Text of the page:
Cuban Badminton Revolution?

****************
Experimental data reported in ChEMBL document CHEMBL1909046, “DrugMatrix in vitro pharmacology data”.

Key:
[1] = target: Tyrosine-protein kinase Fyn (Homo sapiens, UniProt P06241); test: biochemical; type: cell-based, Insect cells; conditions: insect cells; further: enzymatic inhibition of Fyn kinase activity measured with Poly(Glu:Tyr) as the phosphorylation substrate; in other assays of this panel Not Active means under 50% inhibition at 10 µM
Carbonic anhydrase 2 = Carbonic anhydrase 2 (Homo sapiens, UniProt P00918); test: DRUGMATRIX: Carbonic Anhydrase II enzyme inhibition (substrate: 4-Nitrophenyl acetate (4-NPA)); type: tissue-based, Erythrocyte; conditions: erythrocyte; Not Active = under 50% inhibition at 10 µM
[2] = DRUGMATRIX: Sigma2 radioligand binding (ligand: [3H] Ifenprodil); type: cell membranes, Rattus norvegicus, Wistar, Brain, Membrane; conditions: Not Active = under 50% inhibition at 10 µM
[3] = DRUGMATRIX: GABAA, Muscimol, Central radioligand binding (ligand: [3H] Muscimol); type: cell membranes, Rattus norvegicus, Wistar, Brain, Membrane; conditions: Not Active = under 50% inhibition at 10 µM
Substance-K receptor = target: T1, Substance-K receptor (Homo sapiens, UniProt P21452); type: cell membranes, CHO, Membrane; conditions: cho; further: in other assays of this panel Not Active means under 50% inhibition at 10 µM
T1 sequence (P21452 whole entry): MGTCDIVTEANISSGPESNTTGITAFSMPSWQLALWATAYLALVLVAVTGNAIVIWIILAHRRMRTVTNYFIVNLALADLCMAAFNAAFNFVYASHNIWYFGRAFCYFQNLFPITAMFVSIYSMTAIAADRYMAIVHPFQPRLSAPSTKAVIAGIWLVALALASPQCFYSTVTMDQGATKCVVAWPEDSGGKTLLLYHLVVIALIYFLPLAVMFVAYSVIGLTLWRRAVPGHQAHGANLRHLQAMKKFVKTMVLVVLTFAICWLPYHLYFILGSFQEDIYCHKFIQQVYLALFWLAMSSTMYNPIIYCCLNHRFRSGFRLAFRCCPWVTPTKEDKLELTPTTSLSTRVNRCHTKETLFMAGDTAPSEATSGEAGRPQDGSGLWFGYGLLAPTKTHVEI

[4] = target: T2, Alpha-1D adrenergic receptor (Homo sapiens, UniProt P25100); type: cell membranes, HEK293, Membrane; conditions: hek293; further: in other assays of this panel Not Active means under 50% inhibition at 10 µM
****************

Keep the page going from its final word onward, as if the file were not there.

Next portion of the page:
IBF is carrying out an inventory of the state of development of badminton throughout its national Member Associations - the first results from this 'Marketing & Development Survey' are revealing some surprising growth rates for the sport such as that in Cuba. Cuba only founded its Badminton Federation in 1994 and, since that time, badminton has been incorporated into the official national sports recreational activity programme. But development of badminton has been exceptional given the limited resources available, although substantial resources have been put into the country by both IBF and Pan American Badminton Federation (PABC) to support development. In fact organised badminton is now played in 13 of the 15 provinces. Of the 169 municipalities in Cuba, the Badminton Federation is active in 79 which includes several remote and indeed mountainous areas. The coach education programme has 109 coaches (83 men and 26 women), all funded by sports organisations, working with badminton. Since the foundation of the Federation a national championships has been held every year and in 2000 the first Cuban International Championships will take place in Havana in March and the Pan-American Junior Championships there later in the year. Cuba already has a programme for disabled badminton in addition to its other activities and badminton gets regular national TV coverage especially when an international competition is played there. In the regions badminton is taught in school, classes are given from 7 years of age onwards to groups of 6-8 pupils and 120 minutes per week are allocated in the cirrocumuli to the sport. Based on performances of the Cuban national junior team, it has been forecast by IBF Marketing & Development Director, Andrew Ryan, that Cuba will soon be the third strongest badminton in PanAmerica behind USA and Canada. He has even gone as far as to say that they can pass these two to be PanAm's leading badminton nation by the Olympics in 2004.